Saturday, February 07, 2015

Manet the Naval Artist

I came across this image again today while studying naval terms and marine art:

.

It's a painting by the famous Impressionist painter Edouard Manet (1832-1883) entitled
"The Battle of the Kearsarge and the Alabama."
It depicts the single-ship action between the USS Kearsarge and the CSS Alabama in The Battle of Cherbourg off the coast of France in 1864.

Though Manet himself didn't witness the battle, he almost certainly drew from first-hand accounts of other French citizens, hundreds of whom witnessed the battle as it unfolded just outside the Cherbourg harbor. 

I find it a powerful composition and a good example of marine art and historical illustration.

Old Ironsides! continued...

Progress from the painting I've been working on for the Navy Art Program, "Cleaning the Salute Gun," (9" x 10" acrylic on mounted canvas)

Yesterday's progress:

Wednesday, February 04, 2015

Old Ironsides!

In October, I had the privilege of once again touring the USS Constitution, "Old Ironsides," and go aboard her as she was taken out for her last "turn around" cruise before entering dry dock sometime this year.
(Click here for my first experience seeing Constitution at Marine Week Boston in 2010).

I am now painting as a civilian artist for the Navy Art Program, and they sent me up to sketch, photograph, and paint the ship and crew--  to document for posterity the wonderful anachronism of the oldest commissioned ship still in the naval service.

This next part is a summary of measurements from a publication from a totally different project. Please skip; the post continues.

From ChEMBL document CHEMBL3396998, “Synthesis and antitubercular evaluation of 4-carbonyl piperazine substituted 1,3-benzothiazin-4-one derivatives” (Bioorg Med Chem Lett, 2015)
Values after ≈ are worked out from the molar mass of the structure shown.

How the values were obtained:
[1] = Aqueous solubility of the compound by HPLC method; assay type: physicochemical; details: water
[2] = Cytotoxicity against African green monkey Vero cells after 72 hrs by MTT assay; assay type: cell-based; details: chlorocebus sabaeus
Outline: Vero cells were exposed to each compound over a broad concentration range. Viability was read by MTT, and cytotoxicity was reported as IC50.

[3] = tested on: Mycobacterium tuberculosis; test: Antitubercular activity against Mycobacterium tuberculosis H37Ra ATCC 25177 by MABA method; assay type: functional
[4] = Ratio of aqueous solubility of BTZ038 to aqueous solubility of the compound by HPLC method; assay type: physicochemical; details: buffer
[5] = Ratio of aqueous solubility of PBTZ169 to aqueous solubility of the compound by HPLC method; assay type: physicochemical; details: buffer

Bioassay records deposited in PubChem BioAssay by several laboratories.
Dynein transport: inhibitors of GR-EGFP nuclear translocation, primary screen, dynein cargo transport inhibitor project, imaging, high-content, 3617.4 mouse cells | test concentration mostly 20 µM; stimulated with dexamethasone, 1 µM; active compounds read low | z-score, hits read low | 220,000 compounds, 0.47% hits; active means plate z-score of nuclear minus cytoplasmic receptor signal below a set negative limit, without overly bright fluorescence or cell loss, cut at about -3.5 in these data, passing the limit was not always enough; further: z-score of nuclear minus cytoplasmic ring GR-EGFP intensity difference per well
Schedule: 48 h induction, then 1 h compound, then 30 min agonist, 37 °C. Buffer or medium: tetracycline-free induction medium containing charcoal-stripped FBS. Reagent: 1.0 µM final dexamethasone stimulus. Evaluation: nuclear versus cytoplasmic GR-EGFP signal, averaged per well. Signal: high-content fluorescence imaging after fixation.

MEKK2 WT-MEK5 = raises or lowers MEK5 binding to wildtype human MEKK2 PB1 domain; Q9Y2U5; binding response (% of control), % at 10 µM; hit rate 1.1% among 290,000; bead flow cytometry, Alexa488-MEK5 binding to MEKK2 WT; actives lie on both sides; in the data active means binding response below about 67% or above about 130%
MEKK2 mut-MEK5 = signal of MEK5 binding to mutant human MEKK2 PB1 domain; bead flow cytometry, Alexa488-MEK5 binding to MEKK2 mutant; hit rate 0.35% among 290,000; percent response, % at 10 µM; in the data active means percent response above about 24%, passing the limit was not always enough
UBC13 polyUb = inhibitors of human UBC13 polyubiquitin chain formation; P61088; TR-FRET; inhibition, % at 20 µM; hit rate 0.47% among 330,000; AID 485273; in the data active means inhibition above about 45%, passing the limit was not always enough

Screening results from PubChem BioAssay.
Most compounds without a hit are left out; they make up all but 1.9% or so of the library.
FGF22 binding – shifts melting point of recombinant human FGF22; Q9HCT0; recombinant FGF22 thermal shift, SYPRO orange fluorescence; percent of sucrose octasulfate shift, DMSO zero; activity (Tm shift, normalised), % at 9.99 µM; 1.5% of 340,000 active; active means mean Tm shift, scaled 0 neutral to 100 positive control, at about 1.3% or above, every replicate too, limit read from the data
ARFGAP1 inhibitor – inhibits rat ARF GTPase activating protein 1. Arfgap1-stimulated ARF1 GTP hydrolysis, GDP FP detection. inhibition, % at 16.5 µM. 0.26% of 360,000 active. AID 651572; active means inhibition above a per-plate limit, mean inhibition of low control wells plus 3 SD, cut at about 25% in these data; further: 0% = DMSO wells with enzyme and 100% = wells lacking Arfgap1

Since I got back, I've been drawing and painting scenes from my time on board, and am beginning to see the fruits of my labor.

I've got several paintings in process, both oil and acrylic, as well as some drawings...

Yesterday I finished an acrylic study of a Constitution sailor, with full 1813 uniform complete with coat and cover, working with rope:
Other works, still in process, are several oils, including one featuring one of the female sailors aboard (I refer to this painting unofficially as "Rosie the Sailor"):
 

Also nearing completion is this oil painting, based on several photos I took of the crew in action, here shown hauling in the lines so we can cast off and get underway.
 

Yesterday, I began this little acrylic (9" x 10") study of a gunners mate cleaning the "salute gun" after Constitution did a 21gun salute while out in the harbor:

I will keep you posted, perhaps even later in the day, as this one progresses...
Anchors Aweigh!
UPDATED @ 1630, 4 Feb 2015
here's the progress on it from this afternoon:
...and from later in the evening:
 

Friday, August 08, 2014

A Meer Range War...

The insurgency of the prairie begins, with a Meerkat assault.

Get Some! A little light fun with animals "out on the range"

I've been doodling regularly, and I continue to sketch things like these. Animals, normally cute and fuzzy, suddenly are astronauts, or military or otherwise armed and shooting... (!)
 "WHAT IS THIS, PRIVATE PYLE?!!!"





Friday, August 01, 2014

"60" Gunner

Today's drawing--
A "60" gunner walking along on patrol.

Tuesday, June 03, 2014

Little Treasure, Lost and Found